As he was returning to his home from the market on a winter solstice, Robert Frost, long before he was a celebrated poet, pulled to the side of a snowy road and wept. He had sold very little at the market that day and knew he could not provide for his family much longer. This, he knew, would be especially felt at Christmastime. He felt frustration and shame. The incident inspired him to write one of my favorite Frost poems.
Stopping by Woods on a Snowy Evening
Whose woods these are I think I know
His house is in the village though;
He will not see me stopping here
To watch his woods fill up with snow.
My little horse must think it queer
To stop without a farmhouse near
Between the woods and frozen lake
The darkest evening of the year.
He gives his harness bells a shake
To ask if there is some mistake.
The only other sound’s the sweep
Of easy wind and downy flake.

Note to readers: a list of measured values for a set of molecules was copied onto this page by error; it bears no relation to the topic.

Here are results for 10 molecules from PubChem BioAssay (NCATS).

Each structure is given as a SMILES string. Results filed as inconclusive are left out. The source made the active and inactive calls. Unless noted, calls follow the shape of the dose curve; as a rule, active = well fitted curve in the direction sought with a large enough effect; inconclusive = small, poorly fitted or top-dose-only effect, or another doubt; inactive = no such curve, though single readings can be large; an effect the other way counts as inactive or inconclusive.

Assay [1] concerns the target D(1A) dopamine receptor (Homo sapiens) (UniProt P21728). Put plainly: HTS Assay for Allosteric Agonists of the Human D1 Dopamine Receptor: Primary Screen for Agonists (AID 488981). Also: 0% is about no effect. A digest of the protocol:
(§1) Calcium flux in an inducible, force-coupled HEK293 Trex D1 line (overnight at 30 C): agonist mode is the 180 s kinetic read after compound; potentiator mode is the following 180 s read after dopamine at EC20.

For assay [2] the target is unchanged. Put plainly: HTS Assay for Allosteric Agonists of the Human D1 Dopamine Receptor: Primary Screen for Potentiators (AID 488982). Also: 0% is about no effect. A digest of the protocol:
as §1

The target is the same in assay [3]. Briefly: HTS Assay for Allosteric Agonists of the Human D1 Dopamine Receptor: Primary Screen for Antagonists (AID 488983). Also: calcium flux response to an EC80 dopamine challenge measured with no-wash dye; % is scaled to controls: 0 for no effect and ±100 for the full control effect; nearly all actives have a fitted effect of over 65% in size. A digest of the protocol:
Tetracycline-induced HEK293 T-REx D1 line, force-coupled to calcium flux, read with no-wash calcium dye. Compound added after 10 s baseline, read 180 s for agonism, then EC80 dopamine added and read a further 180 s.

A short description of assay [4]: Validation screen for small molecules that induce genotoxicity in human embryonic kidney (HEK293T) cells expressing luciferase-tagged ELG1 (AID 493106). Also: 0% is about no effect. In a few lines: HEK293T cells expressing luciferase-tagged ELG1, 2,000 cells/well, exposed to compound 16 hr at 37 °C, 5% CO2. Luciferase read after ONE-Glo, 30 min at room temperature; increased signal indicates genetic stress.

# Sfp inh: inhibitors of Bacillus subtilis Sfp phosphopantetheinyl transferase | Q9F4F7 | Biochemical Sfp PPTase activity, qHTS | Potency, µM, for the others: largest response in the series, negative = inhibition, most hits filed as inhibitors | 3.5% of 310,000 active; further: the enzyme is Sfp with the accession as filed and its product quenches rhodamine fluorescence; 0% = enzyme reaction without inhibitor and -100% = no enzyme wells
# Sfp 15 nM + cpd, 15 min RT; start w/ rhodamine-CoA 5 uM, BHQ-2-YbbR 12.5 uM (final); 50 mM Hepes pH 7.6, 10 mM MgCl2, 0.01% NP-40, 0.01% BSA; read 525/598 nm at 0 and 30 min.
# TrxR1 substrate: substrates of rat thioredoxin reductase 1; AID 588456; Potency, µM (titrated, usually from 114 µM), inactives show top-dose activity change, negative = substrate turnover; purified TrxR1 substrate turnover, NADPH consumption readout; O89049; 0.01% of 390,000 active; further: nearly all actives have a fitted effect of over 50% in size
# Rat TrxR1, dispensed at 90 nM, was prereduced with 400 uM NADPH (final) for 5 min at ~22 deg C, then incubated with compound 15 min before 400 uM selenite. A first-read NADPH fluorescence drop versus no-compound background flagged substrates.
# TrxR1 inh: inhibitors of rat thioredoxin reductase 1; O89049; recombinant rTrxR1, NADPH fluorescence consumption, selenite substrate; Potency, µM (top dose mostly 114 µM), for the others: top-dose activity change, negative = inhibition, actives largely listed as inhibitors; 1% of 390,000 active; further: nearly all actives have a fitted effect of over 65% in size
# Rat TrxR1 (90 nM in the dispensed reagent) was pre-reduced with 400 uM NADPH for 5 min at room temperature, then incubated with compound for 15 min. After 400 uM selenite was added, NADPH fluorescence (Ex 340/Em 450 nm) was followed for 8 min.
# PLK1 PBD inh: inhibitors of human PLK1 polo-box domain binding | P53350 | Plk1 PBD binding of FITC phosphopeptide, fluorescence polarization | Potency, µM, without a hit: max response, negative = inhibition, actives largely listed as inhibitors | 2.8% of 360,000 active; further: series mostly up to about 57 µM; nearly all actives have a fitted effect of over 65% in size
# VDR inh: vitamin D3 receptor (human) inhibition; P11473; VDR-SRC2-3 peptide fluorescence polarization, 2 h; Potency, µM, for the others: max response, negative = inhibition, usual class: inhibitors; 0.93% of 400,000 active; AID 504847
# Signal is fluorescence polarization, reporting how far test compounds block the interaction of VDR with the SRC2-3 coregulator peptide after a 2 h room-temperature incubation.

The woods are lovely, dark and deep,
But I have promises to keep,
And miles to go before I sleep,
And miles to go before I sleep.
As our world grapples with a deadly global pandemic and social unrest following the senseless deaths of George Floyd, Breonna Taylor, and Ahmad Aubrey (and others before them) we may find ourselves to be troubled, weary, and overwhelmed. In recent days, I have found comfort from this poem because it reminds me to pause, reflect, and even lament, and then find the internal resources to move forward.
I look forward to seeing you this Friday on our regular LA5 meeting Zoom call. Following that, a joint meeting of the current and incoming boards will be held to consider our way forward as a club in these challenging times.
President, Rotary Club of Los Angeles
2019 - 2020